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Friday
Feb012013

The Church’s Role in the Fight Against Assisted Suicide

By Faye Sonier

Parliament clearly expressed its will in 2010 when Members of Parliament voted resoundingly against a bill which sought to decriminalize euthanasia and assisted suicide. The Supreme Court of Canada plainly ruled against the practices in the 1993 Rodriguez case, in which it found Parliament’s jurisdiction and legislation in this area to be sound.

Democratic process and our highest court’s findings seemingly insufficient, a B.C. lower court judge decided to legalize euthanasia and assisted suicide with her 2012 Carter v. Canada decision, which is currently under appeal. The government of Quebec is now arguing that it can permit the practices as well, under its constitutional power to regulate healthcare.

As the Carter case winds its way through the appeal process, Evangelicals will be represented. The Evangelical Fellowship of Canada is intervening at the British Columbia Court of Appeal and has filed its written legal arguments. The EFC is arguing that the sanctity of human life is a valid Parliamentary consideration under the Canadian Charter of Rights and Freedoms and that ethically, morally, and legally, dying and killing are drastically different things. As stated in the factum, “There can be such as a thing as a good death. There is never such a thing as a good killing.”

The case will be heard in March. The lower court decision needs to be overturned not only to ensure the lives of Canada’s most vulnerable citizens and to prevent the abuses that have occurred in jurisdictions where these practices have been legalized, but to affirm Canada’s life respecting ethos.

This is literally a life-or-death legal challenge. The Church needs to be present in the courts, on Parliament Hill and in the public square offering an alternative response to suffering. State-sanctioned patient killing is not the answer. The Church is well-equipped to play a key role, by its history of engagement, its concern for its neighbours, by the Biblical principles it holds to, and by the hope it has in Christ. He has equipped His Body to care for the suffering.

Research from jurisdictions where assisted suicide and euthanasia have been legalized clearly shows that due to advances in palliative care and pain management, most people request an early death not because of physical pain, but because of metaphysical suffering. They’re losing hope. They feel alone. They fear becoming a burden to their loved ones. They don’t believe society values their lives.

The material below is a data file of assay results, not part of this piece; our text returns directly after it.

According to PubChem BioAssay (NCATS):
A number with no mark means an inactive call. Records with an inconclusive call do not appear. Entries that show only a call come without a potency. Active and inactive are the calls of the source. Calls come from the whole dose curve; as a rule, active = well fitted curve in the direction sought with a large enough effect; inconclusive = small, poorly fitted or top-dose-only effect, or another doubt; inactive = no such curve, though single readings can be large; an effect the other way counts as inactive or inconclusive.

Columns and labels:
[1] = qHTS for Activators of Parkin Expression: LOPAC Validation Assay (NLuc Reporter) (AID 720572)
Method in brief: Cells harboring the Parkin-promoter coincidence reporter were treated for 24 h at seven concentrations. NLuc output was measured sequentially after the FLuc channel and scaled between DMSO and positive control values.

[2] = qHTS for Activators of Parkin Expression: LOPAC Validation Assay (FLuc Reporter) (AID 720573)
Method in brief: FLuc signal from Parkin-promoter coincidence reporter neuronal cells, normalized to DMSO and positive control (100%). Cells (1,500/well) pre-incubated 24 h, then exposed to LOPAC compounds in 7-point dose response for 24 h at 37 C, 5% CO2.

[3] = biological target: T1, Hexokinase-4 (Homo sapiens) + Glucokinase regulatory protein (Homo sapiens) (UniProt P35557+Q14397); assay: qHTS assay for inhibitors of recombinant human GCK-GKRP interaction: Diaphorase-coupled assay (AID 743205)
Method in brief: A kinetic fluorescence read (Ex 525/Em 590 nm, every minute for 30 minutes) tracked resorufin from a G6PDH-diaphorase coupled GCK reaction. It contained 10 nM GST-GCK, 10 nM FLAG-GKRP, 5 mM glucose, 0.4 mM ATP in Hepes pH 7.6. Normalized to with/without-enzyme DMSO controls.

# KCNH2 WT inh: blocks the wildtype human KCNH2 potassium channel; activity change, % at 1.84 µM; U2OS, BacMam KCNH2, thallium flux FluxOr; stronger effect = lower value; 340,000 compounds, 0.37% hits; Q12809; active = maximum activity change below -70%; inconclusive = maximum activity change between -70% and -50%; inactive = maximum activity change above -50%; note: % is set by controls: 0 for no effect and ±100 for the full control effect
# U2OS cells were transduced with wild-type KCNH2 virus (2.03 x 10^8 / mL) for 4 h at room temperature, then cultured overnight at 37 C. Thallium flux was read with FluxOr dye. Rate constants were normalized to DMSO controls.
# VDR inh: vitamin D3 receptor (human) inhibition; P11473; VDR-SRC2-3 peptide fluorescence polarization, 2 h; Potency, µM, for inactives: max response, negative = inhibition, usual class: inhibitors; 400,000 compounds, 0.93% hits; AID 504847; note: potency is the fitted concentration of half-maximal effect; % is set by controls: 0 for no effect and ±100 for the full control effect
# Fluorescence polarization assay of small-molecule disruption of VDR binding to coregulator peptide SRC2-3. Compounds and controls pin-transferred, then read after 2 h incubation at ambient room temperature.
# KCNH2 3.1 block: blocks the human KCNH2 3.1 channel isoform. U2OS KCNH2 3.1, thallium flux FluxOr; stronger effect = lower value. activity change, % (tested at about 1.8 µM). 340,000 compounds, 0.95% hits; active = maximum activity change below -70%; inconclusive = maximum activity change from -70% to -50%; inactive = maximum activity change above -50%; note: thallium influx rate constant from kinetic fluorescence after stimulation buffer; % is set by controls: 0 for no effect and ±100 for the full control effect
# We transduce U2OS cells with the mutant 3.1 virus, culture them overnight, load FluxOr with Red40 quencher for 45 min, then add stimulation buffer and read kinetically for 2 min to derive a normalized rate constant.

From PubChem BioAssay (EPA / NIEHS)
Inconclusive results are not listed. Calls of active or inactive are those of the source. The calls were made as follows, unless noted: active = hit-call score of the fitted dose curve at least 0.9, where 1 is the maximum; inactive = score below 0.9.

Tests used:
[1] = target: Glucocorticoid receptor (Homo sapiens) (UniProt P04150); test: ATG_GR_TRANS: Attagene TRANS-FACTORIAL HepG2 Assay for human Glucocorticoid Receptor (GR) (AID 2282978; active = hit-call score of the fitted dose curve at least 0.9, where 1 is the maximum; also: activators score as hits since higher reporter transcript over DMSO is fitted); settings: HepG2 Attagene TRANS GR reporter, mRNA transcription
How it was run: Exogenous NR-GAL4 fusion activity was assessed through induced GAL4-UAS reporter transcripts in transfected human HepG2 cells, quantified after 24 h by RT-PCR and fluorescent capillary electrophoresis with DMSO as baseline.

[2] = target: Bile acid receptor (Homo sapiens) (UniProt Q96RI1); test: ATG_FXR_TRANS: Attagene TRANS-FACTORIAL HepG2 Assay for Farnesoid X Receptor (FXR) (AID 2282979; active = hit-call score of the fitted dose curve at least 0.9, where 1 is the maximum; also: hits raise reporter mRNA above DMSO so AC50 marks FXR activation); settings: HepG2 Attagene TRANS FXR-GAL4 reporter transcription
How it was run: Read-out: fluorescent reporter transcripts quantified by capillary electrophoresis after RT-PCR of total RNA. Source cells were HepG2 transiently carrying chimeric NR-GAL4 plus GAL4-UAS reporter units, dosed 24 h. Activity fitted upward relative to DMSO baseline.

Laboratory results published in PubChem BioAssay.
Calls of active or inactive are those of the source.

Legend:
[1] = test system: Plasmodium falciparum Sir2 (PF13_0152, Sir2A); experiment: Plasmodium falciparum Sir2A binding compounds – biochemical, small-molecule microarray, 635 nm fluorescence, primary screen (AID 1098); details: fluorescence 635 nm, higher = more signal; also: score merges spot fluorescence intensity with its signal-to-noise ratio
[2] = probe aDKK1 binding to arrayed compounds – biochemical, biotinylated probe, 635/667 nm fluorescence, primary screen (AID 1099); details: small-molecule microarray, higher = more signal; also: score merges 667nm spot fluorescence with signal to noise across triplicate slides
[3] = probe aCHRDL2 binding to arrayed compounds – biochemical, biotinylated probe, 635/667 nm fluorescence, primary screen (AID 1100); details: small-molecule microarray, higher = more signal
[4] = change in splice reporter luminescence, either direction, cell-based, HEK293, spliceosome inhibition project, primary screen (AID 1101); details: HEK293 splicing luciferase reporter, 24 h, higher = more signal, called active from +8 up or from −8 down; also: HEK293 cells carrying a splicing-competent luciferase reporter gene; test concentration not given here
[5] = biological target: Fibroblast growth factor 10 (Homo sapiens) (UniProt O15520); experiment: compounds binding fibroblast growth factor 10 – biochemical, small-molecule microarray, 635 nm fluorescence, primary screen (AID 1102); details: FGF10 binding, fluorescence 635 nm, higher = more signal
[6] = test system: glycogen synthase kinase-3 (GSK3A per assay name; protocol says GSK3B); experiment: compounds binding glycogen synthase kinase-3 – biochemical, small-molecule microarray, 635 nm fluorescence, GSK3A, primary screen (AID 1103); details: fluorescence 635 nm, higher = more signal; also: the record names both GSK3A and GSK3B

The suffering this research describes is heart-breaking. But it also identifies an important opportunity for the Church, and a reason for hope.

The Church knows how to minister to those who are infirm or elderly – it has been doing so for two thousand years. In Church pews is found the expertise, the people and the passion to make a difference. And a number of palliative care specialists are calling the Church to join them on the frontlines.

A few years ago, I attended meetings with some of North America’s leading palliative care experts. They related these research findings. They shared that while medication and mental health care will ease emotional and psychological pain, the suffering and the sick can find a great deal of comfort and symptom reduction through practical expressions of care, love and support by their community – expressions of the “love your neighbour” principle.

These measures can make the difference between a suicidal patient and one who finds meaning in his or her last days. Studies, like the findings from Dr. Harvey Max Chochinov’s Dignity Therapy, prove that the will to live is increased when patients are offered consideration and dignity.

The palliative care specialists I spoke with were hopeful as they set out these facts, because as a community, we can help pull people back from the brink of suicide. To make a significant impact, the Church doesn’t have to spend years raising funds for equipment or training. The Church can make a difference today – by simply being what it was always called to be.

Responding to these cries of desperation may be one of the most important calls for this generation. Our culture is facing fears that it is trying to resolve with laws rather than relationship and truth. As the Church, we have the knowledge, experience and calling to play a culture- and life-saving role. Let’s heed that call and transform our culture, restoring a focus on life rather than debating death.

For more on information, check out this recent FaithToday article.

 

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